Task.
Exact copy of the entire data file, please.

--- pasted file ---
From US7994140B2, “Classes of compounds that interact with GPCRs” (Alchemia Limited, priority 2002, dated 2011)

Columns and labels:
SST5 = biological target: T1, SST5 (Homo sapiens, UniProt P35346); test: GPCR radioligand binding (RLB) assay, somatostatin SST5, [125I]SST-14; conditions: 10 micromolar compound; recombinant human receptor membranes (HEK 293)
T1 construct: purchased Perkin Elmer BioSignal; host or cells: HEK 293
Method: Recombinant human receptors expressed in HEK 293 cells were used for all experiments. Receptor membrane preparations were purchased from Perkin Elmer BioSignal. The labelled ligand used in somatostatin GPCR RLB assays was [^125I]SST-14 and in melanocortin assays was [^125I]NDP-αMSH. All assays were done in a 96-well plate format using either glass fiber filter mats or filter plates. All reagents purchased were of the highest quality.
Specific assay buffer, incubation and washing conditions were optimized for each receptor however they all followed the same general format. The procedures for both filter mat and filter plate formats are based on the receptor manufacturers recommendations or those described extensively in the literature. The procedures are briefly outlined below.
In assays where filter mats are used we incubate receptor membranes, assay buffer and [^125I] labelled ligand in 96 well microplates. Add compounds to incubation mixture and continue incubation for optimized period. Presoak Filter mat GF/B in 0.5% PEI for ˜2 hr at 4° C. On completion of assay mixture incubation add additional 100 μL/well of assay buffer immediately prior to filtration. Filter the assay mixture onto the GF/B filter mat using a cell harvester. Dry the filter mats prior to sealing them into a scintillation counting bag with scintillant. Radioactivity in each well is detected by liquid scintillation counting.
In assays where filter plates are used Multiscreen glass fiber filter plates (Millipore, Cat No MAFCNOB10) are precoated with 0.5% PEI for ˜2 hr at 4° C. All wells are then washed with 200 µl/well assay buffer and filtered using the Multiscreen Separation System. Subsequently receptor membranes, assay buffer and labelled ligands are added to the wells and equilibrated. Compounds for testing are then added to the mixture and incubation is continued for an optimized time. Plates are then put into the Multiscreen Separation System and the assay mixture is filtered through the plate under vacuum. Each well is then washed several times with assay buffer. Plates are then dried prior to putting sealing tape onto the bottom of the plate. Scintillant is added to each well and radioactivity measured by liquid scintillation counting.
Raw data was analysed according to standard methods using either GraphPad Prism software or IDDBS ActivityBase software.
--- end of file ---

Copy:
From US7994140B2, “Classes of compounds that interact with GPCRs” (Alchemia Limited, priority 2002, dated 2011)

Columns and labels:
SST5 = biological target: T1, SST5 (Homo sapiens, UniProt P35346); test: GPCR radioligand binding (RLB) assay, somatostatin SST5, [125I]SST-14; conditions: 10 micromolar compound; recombinant human receptor membranes (HEK 293)
T1 construct: purchased Perkin Elmer BioSignal; host or cells: HEK 293
Method: Recombinant human receptors expressed in HEK 293 cells were used for all experiments. Receptor membrane preparations were purchased from Perkin Elmer BioSignal. The labelled ligand used in somatostatin GPCR RLB assays was [^125I]SST-14 and in melanocortin assays was [^125I]NDP-αMSH. All assays were done in a 96-well plate format using either glass fiber filter mats or filter plates. All reagents purchased were of the highest quality.
Specific assay buffer, incubation and washing conditions were optimized for each receptor however they all followed the same general format. The procedures for both filter mat and filter plate formats are based on the receptor manufacturers recommendations or those described extensively in the literature. The procedures are briefly outlined below.
In assays where filter mats are used we incubate receptor membranes, assay buffer and [^125I] labelled ligand in 96 well microplates. Add compounds to incubation mixture and continue incubation for optimized period. Presoak Filter mat GF/B in 0.5% PEI for ˜2 hr at 4° C. On completion of assay mixture incubation add additional 100 μL/well of assay buffer immediately prior to filtration. Filter the assay mixture onto the GF/B filter mat using a cell harvester. Dry the filter mats prior to sealing them into a scintillation counting bag with scintillant. Radioactivity in each well is detected by liquid scintillation counting.
In assays where filter plates are used Multiscreen glass fiber filter plates (Millipore, Cat No MAFCNOB10) are precoated with 0.5% PEI for ˜2 hr at 4° C. All wells are then washed with 200 µl/well assay buffer and filtered using the Multiscreen Separation System. Subsequently receptor membranes, assay buffer and labelled ligands are added to the wells and equilibrated. Compounds for testing are then added to the mixture and incubation is continued for an optimized time. Plates are then put into the Multiscreen Separation System and the assay mixture is filtered through the plate under vacuum. Each well is then washed several times with assay buffer. Plates are then dried prior to putting sealing tape onto the bottom of the plate. Scintillant is added to each well and radioactivity measured by liquid scintillation counting.
Raw data was analysed according to standard methods using either GraphPad Prism software or IDDBS ActivityBase software.